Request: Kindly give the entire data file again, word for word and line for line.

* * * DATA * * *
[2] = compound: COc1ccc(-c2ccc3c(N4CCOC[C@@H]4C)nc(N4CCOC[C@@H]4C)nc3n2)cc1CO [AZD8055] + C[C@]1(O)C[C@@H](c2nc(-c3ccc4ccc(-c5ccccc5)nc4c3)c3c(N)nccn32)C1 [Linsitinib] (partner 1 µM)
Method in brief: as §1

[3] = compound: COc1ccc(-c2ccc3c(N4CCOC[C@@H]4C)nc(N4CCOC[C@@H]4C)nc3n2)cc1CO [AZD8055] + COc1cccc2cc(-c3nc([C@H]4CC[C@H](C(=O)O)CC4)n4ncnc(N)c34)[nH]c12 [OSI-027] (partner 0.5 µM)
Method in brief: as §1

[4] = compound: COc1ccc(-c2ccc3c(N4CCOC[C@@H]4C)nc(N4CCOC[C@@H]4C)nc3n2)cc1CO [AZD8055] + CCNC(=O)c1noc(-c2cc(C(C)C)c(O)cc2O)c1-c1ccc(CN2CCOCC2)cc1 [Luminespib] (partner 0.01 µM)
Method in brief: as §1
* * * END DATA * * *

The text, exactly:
[2] = compound: COc1ccc(-c2ccc3c(N4CCOC[C@@H]4C)nc(N4CCOC[C@@H]4C)nc3n2)cc1CO [AZD8055] + C[C@]1(O)C[C@@H](c2nc(-c3ccc4ccc(-c5ccccc5)nc4c3)c3c(N)nccn32)C1 [Linsitinib] (partner 1 µM)
Method in brief: as §1

[3] = compound: COc1ccc(-c2ccc3c(N4CCOC[C@@H]4C)nc(N4CCOC[C@@H]4C)nc3n2)cc1CO [AZD8055] + COc1cccc2cc(-c3nc([C@H]4CC[C@H](C(=O)O)CC4)n4ncnc(N)c34)[nH]c12 [OSI-027] (partner 0.5 µM)
Method in brief: as §1

[4] = compound: COc1ccc(-c2ccc3c(N4CCOC[C@@H]4C)nc(N4CCOC[C@@H]4C)nc3n2)cc1CO [AZD8055] + CCNC(=O)c1noc(-c2cc(C(C)C)c(O)cc2O)c1-c1ccc(CN2CCOCC2)cc1 [Luminespib] (partner 0.01 µM)
Method in brief: as §1